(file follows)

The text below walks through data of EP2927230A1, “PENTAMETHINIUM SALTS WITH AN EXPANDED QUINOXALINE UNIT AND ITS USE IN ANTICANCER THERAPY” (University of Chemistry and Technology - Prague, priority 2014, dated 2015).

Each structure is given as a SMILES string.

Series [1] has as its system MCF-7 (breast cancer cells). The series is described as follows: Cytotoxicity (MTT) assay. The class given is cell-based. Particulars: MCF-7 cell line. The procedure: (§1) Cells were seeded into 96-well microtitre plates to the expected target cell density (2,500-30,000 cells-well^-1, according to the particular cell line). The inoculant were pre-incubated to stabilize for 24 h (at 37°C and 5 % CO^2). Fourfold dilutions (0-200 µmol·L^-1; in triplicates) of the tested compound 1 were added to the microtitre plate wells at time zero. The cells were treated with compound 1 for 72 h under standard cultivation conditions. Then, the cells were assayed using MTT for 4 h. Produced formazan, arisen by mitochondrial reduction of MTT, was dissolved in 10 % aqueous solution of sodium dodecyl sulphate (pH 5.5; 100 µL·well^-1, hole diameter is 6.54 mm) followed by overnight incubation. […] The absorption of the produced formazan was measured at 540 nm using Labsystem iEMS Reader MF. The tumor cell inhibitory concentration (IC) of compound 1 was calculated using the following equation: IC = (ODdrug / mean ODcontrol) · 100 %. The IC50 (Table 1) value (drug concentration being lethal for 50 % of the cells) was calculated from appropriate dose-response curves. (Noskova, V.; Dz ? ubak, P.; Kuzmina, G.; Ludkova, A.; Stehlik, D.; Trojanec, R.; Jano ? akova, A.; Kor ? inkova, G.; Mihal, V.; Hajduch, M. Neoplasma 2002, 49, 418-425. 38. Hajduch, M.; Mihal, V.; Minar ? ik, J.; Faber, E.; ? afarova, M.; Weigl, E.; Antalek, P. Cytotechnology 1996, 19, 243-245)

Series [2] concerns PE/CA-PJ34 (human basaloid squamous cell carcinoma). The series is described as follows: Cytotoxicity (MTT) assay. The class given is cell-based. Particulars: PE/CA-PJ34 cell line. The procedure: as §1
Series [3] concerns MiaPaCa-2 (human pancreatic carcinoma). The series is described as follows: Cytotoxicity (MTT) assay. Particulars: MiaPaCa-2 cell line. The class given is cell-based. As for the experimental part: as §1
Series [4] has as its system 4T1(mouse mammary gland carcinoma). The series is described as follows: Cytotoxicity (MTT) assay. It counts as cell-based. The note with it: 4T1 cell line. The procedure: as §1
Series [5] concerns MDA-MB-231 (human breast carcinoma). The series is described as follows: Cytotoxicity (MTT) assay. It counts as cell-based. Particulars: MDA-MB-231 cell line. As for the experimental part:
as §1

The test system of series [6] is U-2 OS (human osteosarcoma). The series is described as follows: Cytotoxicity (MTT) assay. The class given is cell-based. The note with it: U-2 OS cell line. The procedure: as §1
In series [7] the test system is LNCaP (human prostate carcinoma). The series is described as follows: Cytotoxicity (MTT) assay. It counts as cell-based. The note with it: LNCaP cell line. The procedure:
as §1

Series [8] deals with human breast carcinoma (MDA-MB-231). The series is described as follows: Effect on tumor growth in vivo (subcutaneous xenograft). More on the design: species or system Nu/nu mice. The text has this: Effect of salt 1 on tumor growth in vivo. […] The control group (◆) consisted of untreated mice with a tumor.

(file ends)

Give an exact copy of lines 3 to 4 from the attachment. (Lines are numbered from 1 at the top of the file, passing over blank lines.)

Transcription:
Series [1] has as its system MCF-7 (breast cancer cells). The series is described as follows: Cytotoxicity (MTT) assay. The class given is cell-based. Particulars: MCF-7 cell line. The procedure: (§1) Cells were seeded into 96-well microtitre plates to the expected target cell density (2,500-30,000 cells-well^-1, according to the particular cell line). The inoculant were pre-incubated to stabilize for 24 h (at 37°C and 5 % CO^2). Fourfold dilutions (0-200 µmol·L^-1; in triplicates) of the tested compound 1 were added to the microtitre plate wells at time zero. The cells were treated with compound 1 for 72 h under standard cultivation conditions. Then, the cells were assayed using MTT for 4 h. Produced formazan, arisen by mitochondrial reduction of MTT, was dissolved in 10 % aqueous solution of sodium dodecyl sulphate (pH 5.5; 100 µL·well^-1, hole diameter is 6.54 mm) followed by overnight incubation. […] The absorption of the produced formazan was measured at 540 nm using Labsystem iEMS Reader MF. The tumor cell inhibitory concentration (IC) of compound 1 was calculated using the following equation: IC = (ODdrug / mean ODcontrol) · 100 %. The IC50 (Table 1) value (drug concentration being lethal for 50 % of the cells) was calculated from appropriate dose-response curves. (Noskova, V.; Dz ? ubak, P.; Kuzmina, G.; Ludkova, A.; Stehlik, D.; Trojanec, R.; Jano ? akova, A.; Kor ? inkova, G.; Mihal, V.; Hajduch, M. Neoplasma 2002, 49, 418-425. 38. Hajduch, M.; Mihal, V.; Minar ? ik, J.; Faber, E.; ? afarova, M.; Weigl, E.; Antalek, P. Cytotechnology 1996, 19, 243-245)

Series [2] concerns PE/CA-PJ34 (human basaloid squamous cell carcinoma). The series is described as follows: Cytotoxicity (MTT) assay. The class given is cell-based. Particulars: PE/CA-PJ34 cell line. The procedure: as §1